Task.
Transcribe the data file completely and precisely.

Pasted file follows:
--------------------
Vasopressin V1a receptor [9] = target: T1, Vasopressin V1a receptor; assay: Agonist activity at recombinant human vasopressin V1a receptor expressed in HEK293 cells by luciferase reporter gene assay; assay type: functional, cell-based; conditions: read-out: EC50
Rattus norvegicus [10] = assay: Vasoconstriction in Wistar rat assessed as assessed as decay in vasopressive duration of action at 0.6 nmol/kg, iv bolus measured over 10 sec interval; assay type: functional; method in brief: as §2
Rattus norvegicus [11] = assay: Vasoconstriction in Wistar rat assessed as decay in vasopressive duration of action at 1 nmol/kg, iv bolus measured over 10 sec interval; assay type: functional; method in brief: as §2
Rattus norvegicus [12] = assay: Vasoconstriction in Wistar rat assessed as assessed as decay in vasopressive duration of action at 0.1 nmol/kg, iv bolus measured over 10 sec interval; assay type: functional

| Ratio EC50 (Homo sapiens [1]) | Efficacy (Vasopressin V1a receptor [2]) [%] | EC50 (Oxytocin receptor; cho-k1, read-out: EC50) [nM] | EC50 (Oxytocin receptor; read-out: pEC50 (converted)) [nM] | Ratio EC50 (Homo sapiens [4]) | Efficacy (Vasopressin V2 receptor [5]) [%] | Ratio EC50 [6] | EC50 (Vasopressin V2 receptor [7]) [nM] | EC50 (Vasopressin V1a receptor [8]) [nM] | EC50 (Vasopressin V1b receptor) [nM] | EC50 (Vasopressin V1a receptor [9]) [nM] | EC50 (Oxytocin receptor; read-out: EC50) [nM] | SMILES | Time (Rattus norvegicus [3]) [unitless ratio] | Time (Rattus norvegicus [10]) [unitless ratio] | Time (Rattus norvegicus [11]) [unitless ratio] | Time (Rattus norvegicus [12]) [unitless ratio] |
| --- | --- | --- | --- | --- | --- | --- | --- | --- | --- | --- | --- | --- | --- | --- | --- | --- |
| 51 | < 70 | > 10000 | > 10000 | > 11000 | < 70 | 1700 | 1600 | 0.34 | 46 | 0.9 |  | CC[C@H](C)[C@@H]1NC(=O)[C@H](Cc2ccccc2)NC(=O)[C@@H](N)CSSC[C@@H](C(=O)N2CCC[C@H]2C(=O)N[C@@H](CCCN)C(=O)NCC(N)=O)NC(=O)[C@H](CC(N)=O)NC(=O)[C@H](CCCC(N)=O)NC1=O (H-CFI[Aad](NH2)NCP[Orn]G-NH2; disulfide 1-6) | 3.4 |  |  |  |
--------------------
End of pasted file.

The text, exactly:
Vasopressin V1a receptor [9] = target: T1, Vasopressin V1a receptor; assay: Agonist activity at recombinant human vasopressin V1a receptor expressed in HEK293 cells by luciferase reporter gene assay; assay type: functional, cell-based; conditions: read-out: EC50
Rattus norvegicus [10] = assay: Vasoconstriction in Wistar rat assessed as assessed as decay in vasopressive duration of action at 0.6 nmol/kg, iv bolus measured over 10 sec interval; assay type: functional; method in brief: as §2
Rattus norvegicus [11] = assay: Vasoconstriction in Wistar rat assessed as decay in vasopressive duration of action at 1 nmol/kg, iv bolus measured over 10 sec interval; assay type: functional; method in brief: as §2
Rattus norvegicus [12] = assay: Vasoconstriction in Wistar rat assessed as assessed as decay in vasopressive duration of action at 0.1 nmol/kg, iv bolus measured over 10 sec interval; assay type: functional

| Ratio EC50 (Homo sapiens [1]) | Efficacy (Vasopressin V1a receptor [2]) [%] | EC50 (Oxytocin receptor; cho-k1, read-out: EC50) [nM] | EC50 (Oxytocin receptor; read-out: pEC50 (converted)) [nM] | Ratio EC50 (Homo sapiens [4]) | Efficacy (Vasopressin V2 receptor [5]) [%] | Ratio EC50 [6] | EC50 (Vasopressin V2 receptor [7]) [nM] | EC50 (Vasopressin V1a receptor [8]) [nM] | EC50 (Vasopressin V1b receptor) [nM] | EC50 (Vasopressin V1a receptor [9]) [nM] | EC50 (Oxytocin receptor; read-out: EC50) [nM] | SMILES | Time (Rattus norvegicus [3]) [unitless ratio] | Time (Rattus norvegicus [10]) [unitless ratio] | Time (Rattus norvegicus [11]) [unitless ratio] | Time (Rattus norvegicus [12]) [unitless ratio] |
| --- | --- | --- | --- | --- | --- | --- | --- | --- | --- | --- | --- | --- | --- | --- | --- | --- |
| 51 | < 70 | > 10000 | > 10000 | > 11000 | < 70 | 1700 | 1600 | 0.34 | 46 | 0.9 |  | CC[C@H](C)[C@@H]1NC(=O)[C@H](Cc2ccccc2)NC(=O)[C@@H](N)CSSC[C@@H](C(=O)N2CCC[C@H]2C(=O)N[C@@H](CCCN)C(=O)NCC(N)=O)NC(=O)[C@H](CC(N)=O)NC(=O)[C@H](CCCC(N)=O)NC1=O (H-CFI[Aad](NH2)NCP[Orn]G-NH2; disulfide 1-6) | 3.4 |  |  |  |